Estanislao states that OCCS is also open to students who have suffered from fraternity violence, though none have approached them yet. “If there is such, we provide ‘trauma counseling’ or post-traumatic stress disorder (PTSD) for severe cases where there is intense fear, helplessness, loss of control and threat of death on the part of the ‘victim’,” she says.

 

MPD reports

Police Supt. Mannan Muarip, Station Commander of Police Station 9 (PS-9) of the Manila Police District (MPD), says that in the Taft area, very few cases involving fraternities are reported to the station, but that they are very much present. According to Muarip, the last incident occurred in around August when a brawl broke up between groups in the establishment Plato.

He recounts, “Yung huling away diyan, malapit lang sa La Salle, sa Plato sa Leon Guinto… Grupo-grupo ng mga estudyante, between APO and Tau Gamma kung tama ang pagkaka-alala ko. Nagpadala kami ng tao para i-break-up yung mga grupo at naayos naman siya. (The last incident happened near La Salle, in Plato in Leon Guinto… It involved groups of students, who were from APO and Tau Gamma if memory serves me right. We sent some officers to break up the brawl and everything was settled peacefully.)”

“Hindi sila masyadong nanggugulo, dahil ang problema talaga sa lugar ninyo, robbery. Pero nandiyan sila (They don’t really cause trouble, because the real problem in [Taft] is robbery. But [the fraternities] are there),” he furthers.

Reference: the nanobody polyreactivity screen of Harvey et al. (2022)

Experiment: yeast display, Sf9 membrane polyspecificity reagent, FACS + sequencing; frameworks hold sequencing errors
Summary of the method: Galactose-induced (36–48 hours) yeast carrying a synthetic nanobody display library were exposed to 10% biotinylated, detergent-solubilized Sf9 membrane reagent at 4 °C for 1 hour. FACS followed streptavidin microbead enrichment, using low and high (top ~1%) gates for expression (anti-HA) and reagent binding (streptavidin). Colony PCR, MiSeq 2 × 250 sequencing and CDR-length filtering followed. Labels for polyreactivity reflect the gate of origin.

Muarip remarks that the number of cases, however, may be highly understated because people do not always send in reports to the police station.

Furthermore, although there are occasionally cases which involve students, the MPD does not forward its reports to the schools which the concerned students hail from. He reiterates, “Wala na sa trabaho namin yung kailangan pang sabihan ang eskwelahan. Kung may mga involved na estudyante, ang karaniwang ginagawa na lang namin, pinapatawag yung mga magulang. (It is not part of our job to inform the schools. If there are students involved, what we usually do is call for their parents.)”

 

Deaths, injuries in recent years

A number of people have died from fraternity hazing or initiation rites despite the existence of Republic Act No. 8049 or the Philippine Anti-Hazing Law. One of the most notable cases in recent years is the death of San Beda College (SBC) law student Marc Andre Marcos in 2012, after succumbing to injuries obtained during initiation rites of the fraternity Lex Leonum Fraternitas.

The event resulted in the expulsion of 27 students from SBC, after proven to have been involved in the hazing of Marcos, while cases were filed against a total of 37 people allegedly involved in the case.

Another event spurred by fraternity violence is the bombing at the Bar Exams in 2010, then held at DLSU. The explosives were thrown by members of the fraternity Alpha Kappa Rho, targeting members of Alpha Phi Omega, but missed and instead landed and exploded near a group of students from SBC who were part of the fraternity Alpha Phi Beta. A total of 47 people were injured, with two requiring leg amputations.

 

Overcoming the fear

The SDFO encourages students to “overcome the fear” of reporting known fraternity involvement to the University. University Student Government (USG) Vice President for Internal Affairs Carlo Innocencio also shares that the USG is supportive of the SDFO’s efforts against fraternity involvement.

“As students, we’re constantly made aware of the repercussions of joining fraternities,” Innocencio says, “So if any student wishes to report anything such as maybe involvement of or violence towards a friend, they can always voice out their concerns to the University through the USG.”